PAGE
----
I frequently suggest that law firms make knowledge management client-facing. There is an easy but overlooked way to do so. 

Secondment: “the detachment of a person from their regular organization for temporary assignment elsewhere.” Some law firms second lawyers to clients. Why not second a senior KM professional to a client?

Law departments would gain a lot. Few have deep KM resources and a law firm expert on-site would be a way to learn a lot fast. If the department lacks a KM plan, the visitor would assess needs and develop a plan. If a plan is in place, he or she would help execute it. (Joy London at excited utterances has already pointed out the value of interim KM and project management appointments.)

Firms would also benefit. They would see first-hand what firm content and KM services they could deliver that would actually be useful. Moreover, the seconded person would meet many in-house lawyers. Because KM cuts across practices and lines of business, a KM professional might well return with more relationships than a seconded lawyer.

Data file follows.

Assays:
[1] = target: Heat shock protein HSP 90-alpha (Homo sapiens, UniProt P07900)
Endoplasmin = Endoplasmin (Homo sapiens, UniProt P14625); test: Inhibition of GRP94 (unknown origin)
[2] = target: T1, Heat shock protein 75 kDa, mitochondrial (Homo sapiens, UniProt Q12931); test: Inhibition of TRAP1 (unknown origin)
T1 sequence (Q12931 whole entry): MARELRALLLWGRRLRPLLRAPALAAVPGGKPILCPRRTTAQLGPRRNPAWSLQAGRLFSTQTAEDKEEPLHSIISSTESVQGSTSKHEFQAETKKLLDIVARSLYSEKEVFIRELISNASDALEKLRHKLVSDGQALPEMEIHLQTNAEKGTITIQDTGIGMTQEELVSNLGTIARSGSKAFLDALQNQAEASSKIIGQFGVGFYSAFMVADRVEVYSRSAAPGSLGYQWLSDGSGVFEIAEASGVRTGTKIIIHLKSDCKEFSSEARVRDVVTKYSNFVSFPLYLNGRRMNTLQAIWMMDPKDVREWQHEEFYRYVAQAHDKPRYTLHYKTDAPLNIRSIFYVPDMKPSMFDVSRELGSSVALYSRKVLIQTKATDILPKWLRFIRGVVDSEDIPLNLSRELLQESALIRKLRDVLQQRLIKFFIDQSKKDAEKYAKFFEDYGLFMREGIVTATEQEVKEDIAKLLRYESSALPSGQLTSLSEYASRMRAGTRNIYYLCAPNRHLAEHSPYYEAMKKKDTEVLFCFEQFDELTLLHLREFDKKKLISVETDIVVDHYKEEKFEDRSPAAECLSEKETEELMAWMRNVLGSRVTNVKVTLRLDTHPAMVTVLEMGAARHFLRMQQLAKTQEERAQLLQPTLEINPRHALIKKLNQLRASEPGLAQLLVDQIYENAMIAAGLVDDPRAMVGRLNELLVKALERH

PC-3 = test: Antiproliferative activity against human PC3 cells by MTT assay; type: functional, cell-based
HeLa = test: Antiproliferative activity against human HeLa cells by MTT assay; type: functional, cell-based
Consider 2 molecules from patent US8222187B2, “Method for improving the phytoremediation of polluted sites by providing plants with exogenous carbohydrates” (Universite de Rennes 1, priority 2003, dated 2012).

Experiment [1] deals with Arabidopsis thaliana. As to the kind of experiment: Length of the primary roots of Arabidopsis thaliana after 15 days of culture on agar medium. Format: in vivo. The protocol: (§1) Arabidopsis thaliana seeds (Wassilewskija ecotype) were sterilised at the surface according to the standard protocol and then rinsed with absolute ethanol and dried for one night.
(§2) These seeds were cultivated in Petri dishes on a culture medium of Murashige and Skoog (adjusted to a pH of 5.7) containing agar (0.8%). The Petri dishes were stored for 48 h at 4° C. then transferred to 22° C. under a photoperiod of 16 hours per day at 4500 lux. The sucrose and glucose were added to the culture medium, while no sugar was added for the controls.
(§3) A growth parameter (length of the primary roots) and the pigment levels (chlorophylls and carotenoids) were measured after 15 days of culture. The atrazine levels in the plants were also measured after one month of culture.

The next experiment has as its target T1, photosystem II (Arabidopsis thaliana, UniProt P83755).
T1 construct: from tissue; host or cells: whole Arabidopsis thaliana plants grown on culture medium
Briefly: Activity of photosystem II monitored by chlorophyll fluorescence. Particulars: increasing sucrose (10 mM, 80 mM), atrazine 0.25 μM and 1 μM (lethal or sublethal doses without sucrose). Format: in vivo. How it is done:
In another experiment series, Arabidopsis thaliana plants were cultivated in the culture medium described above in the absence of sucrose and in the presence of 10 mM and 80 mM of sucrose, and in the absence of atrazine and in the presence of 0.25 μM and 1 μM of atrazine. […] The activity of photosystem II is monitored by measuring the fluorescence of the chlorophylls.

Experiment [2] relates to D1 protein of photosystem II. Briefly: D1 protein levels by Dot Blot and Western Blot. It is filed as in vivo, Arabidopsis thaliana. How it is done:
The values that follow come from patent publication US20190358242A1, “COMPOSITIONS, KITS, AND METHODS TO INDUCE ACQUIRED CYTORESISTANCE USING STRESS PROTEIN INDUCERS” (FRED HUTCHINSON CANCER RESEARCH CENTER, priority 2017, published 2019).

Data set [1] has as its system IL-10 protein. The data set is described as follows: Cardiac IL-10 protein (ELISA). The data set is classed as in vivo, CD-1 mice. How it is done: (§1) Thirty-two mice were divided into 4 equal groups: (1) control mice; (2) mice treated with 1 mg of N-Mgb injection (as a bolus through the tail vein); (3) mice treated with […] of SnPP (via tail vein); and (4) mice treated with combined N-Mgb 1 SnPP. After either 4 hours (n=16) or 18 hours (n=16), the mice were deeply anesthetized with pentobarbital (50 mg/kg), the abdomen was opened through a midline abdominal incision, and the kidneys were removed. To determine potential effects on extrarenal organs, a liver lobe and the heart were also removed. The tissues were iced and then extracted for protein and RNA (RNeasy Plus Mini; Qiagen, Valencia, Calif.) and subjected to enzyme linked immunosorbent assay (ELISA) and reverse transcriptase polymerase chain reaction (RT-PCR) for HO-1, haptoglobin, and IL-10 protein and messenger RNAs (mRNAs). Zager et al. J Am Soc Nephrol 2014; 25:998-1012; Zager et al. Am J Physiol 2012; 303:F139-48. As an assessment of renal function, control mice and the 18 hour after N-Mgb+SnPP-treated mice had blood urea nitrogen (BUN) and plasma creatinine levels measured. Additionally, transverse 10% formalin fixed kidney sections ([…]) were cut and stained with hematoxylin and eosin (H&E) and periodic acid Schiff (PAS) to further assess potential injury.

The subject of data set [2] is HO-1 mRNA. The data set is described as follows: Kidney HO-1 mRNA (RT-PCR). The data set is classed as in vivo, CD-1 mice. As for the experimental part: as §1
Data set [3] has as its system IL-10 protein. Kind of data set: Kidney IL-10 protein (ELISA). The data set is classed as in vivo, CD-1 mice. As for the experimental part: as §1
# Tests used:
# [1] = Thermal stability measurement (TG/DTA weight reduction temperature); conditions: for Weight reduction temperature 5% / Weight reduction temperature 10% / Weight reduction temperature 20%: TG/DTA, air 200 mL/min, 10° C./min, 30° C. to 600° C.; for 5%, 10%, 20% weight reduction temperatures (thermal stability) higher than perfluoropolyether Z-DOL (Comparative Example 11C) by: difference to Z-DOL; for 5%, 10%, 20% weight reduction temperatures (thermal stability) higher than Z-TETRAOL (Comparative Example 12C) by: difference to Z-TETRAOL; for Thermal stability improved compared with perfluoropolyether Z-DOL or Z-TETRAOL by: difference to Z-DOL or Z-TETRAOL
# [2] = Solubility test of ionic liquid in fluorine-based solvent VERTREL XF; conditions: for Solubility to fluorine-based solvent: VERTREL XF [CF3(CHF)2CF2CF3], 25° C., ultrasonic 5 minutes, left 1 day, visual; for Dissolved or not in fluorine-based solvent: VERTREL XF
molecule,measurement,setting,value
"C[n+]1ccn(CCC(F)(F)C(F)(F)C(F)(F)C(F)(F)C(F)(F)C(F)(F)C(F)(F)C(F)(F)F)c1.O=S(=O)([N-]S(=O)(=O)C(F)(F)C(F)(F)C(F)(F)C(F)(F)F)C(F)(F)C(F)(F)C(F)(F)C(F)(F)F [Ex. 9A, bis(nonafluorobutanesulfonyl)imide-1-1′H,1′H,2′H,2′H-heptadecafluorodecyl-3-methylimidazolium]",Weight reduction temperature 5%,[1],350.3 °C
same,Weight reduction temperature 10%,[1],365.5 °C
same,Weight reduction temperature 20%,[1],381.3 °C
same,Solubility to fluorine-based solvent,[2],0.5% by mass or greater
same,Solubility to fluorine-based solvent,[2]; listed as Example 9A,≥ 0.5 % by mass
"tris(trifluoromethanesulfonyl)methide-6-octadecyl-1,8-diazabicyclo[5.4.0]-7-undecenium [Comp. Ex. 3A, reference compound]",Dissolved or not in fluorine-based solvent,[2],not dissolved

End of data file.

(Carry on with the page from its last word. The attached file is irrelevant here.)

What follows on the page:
How do you do this if you don’t have a KM person to spare? Firms can view hiring an extra KM person as a marketing expense. I suspect the return would be much higher than for many other marketing activities. Marketing is all about getting to know your client and meeting their needs; how better to get close to your clients than sending an emissary?